The small village had blossomed, once she returned to it. Some of the people had made new lives for themselves, starting to trade with their neighbours, but a few were restless. She stayed for three months, and they crowned her ruler of their village. When she left, it was with Targenor by her side, as well as twenty of the more adventurous former slaves. Eldric stayed back, ruling in her stead, all of them having sworn loyalty to Medora, their Swan Maiden, Graceful Retribution…
Together they travelled through the countryside, scavenging what they could, hankering on. Mirage would hunt and they’d sell the pelts, and sometimes they were guards to caravans, but never the guild, and never slave caravans. One day she was out swimming in a river when she felt the pull of essence. She swum down, finding a manse at the bottom of the river, a small pagoda among the seaweed, filled with raging water swirling. It was not easy to attune to it, but she pulled it off in the end, being just slightly singed. The hearthstone she set in her Chain Daiklaive, before moving on.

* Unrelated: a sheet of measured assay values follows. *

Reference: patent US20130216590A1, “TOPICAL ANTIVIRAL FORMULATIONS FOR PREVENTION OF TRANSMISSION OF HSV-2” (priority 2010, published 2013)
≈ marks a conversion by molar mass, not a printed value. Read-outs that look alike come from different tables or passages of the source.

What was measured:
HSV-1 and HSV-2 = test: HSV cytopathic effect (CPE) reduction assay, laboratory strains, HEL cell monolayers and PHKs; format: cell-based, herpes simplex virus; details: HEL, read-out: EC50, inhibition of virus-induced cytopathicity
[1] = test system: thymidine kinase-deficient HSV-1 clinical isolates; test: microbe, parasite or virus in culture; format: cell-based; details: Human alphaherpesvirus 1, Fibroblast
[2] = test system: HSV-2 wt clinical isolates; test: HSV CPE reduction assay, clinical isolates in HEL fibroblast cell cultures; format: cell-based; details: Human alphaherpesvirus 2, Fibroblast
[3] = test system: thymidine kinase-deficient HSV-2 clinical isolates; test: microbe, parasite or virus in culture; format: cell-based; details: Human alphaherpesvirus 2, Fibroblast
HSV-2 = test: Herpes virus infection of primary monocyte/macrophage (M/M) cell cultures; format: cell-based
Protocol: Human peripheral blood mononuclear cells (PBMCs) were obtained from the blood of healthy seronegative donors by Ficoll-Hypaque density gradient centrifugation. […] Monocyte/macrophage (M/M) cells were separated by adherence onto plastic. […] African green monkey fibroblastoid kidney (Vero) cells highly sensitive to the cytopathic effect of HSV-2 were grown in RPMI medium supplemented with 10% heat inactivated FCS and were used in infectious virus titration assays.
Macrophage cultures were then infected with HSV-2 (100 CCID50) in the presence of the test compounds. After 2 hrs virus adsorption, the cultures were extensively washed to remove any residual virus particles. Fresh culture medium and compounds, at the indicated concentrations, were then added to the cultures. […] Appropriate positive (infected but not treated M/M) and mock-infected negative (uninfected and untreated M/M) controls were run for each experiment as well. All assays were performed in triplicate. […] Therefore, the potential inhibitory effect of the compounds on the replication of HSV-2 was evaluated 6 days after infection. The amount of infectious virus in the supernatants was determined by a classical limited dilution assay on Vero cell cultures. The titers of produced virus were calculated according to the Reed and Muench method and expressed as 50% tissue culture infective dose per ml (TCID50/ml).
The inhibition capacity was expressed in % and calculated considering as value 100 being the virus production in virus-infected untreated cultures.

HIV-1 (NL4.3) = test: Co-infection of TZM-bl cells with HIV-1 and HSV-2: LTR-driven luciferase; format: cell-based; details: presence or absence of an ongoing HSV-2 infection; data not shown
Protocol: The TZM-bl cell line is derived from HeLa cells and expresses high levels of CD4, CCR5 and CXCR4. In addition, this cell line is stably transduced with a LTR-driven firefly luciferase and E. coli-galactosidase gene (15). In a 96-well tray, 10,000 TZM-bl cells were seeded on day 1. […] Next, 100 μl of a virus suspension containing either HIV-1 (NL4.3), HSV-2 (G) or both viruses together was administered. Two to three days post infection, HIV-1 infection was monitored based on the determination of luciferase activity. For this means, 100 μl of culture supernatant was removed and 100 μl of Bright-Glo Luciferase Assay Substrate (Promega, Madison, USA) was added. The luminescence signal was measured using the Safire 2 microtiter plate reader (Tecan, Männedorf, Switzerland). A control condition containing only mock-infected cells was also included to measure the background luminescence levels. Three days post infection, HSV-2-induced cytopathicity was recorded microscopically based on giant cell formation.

They settled in two areas: Inside Whitewall to have a safe haven, if necessary, and a small camp closer to the mountains, so that they would be ready, should the fair ones threaten the city or villages nearby.